Having spent the last 53 days pedaling along, always in motion, it felt somehow unnatural to enjoy Soya while standing or sitting. It was still a powerful experience, but riding a bike every day instills in oneself a restlessness that cannot be appeased easily.

I spend a few hours there, taking pictures, making calls and eating a bowl of Ramen at one of the little touristy restaurants they have there, but after that I figured it was time to move on. For the first time in 53 days, I begin to ride south.

As another first, I decide to listen to my iPod while on the ride back. I am categorically against such reckless behavior, but ever since my ride into Haboro, I have learned that the sound of the wind blowing against you is much, much worse than music in terms of robbing your sense of hearing/sanity. I am immediately shocked and endeared by the song that begins playing first as I start my ride, Bob Dylan's Blowin' in the Wind. Needless to say, I ride with a big smile on my face.

Though it takes about 3 times longer to return to Wakkanai than it did to get there (it turns out tailwinds only help you in one direction at a time), I didn't mind at all, because it was a great opportunity to reflect and enjoy the end of the ride.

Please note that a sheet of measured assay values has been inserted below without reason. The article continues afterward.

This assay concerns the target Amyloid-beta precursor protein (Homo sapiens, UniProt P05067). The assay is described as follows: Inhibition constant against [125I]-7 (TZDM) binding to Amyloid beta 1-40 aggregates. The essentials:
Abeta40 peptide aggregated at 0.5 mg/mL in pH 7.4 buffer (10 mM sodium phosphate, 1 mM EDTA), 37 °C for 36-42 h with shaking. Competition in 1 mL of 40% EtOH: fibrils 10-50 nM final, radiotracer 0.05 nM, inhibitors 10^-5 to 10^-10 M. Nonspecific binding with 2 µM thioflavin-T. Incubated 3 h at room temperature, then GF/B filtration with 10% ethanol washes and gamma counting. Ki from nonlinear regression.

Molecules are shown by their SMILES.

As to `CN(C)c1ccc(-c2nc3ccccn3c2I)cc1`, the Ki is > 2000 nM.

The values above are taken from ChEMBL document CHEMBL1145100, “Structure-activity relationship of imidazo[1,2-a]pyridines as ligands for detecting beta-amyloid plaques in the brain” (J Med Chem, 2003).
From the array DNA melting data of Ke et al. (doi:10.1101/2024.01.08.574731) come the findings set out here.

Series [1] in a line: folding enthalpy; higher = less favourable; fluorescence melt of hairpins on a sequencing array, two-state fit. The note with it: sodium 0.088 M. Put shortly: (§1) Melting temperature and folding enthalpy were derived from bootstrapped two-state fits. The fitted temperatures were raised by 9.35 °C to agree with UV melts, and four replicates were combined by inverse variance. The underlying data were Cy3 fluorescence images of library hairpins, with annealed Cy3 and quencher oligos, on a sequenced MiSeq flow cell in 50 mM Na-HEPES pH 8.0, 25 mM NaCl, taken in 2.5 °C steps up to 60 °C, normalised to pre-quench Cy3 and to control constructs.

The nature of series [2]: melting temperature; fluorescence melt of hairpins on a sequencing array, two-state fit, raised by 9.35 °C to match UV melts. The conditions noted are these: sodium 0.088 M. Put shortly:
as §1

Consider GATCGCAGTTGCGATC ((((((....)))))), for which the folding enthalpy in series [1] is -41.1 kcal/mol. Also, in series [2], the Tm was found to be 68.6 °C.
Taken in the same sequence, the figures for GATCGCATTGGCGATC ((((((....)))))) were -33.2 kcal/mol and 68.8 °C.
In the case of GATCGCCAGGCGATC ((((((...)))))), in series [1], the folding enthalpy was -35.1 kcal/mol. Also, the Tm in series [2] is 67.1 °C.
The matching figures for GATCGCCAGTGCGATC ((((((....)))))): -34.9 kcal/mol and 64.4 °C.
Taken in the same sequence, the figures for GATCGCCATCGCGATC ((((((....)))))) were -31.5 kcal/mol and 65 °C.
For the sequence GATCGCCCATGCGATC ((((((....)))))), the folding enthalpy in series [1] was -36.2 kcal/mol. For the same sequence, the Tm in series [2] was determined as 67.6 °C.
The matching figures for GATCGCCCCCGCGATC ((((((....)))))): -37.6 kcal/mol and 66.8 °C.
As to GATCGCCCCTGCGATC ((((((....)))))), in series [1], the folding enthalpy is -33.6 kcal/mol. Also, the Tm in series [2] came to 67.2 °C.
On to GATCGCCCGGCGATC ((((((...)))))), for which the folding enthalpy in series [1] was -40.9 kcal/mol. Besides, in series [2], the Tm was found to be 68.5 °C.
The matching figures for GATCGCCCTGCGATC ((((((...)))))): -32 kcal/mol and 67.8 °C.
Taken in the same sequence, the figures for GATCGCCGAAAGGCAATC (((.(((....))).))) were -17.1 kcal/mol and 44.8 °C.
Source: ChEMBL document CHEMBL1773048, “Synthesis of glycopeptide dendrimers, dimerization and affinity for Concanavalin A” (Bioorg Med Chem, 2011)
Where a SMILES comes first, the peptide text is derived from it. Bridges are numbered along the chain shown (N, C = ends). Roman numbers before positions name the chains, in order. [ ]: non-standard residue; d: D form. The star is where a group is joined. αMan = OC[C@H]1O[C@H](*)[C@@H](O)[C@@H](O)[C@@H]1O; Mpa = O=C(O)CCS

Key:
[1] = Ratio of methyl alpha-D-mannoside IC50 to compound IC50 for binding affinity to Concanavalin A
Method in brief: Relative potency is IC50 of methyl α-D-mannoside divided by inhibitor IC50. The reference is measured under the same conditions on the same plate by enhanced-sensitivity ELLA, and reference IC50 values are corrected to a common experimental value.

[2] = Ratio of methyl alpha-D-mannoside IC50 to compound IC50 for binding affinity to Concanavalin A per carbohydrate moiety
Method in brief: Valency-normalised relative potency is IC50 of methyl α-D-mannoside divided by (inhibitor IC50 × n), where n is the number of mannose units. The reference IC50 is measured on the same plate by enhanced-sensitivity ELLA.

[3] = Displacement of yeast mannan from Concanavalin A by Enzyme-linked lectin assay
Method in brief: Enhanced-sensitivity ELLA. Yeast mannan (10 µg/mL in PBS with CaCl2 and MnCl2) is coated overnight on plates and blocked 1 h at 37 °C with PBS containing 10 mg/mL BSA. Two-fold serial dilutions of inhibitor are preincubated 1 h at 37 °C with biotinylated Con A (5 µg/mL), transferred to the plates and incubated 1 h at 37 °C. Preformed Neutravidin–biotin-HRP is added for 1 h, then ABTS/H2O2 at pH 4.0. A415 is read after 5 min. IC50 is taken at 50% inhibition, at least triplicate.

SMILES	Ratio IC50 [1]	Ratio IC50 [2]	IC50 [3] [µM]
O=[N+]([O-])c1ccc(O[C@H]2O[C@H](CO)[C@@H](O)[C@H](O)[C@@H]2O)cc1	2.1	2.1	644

The rest of the day continues in a blur. It becomes miserably rainy, so the party that Miki-san had planned at his restaurant was attended by me and about 4 other people. This was actually much better because whenever more people are around it is harder for me to enjoy myself as I am so conscious of trying to speak good Japanese and put forth my best face. I can be much more myself in a more intimate setting, so in a way it was the perfect party to end my trip. Tomorrow, Miki-san has offered to give me a ride to the airport in Wakkanai, where I will take a few connecting flights before I reach home back in Fukuoka.

Now that it is all said and done, I have wracked my brains with exactly what I wanted to say to “cap it all off.” To that effect I have not fared very well. To me, accomplishing his has taught me so unbelievably much about people, success, failure, the world and countless other things that I cant imaging saying anything that speaks to it specifically. On the other hand, any general words of wisdom I can give have been said and written a thousand times before in motivational books. I suppose the difference between the specific and the general is in the middle, where the life is. I can't tell you something that you don't already know (unless it is a question about bike touring in Japan), so all that's left to do is to get out there, make some mistakes and spend entirely too much of your savings chasing something that is important to you.

It brought a tear to my eye to see the name of my goal, printed in real life!

In the flesh, at the end

My wonderful host, serenading his guests

Before going to the airport

Learning to cook Japanese style

Miki-san's hilarious wife

My final picture, a simple thanks


  1. Yay Dylan!!! I'm so very proud of you for finishing :)

  2. Congrats Dylan, thanks for the write-ups!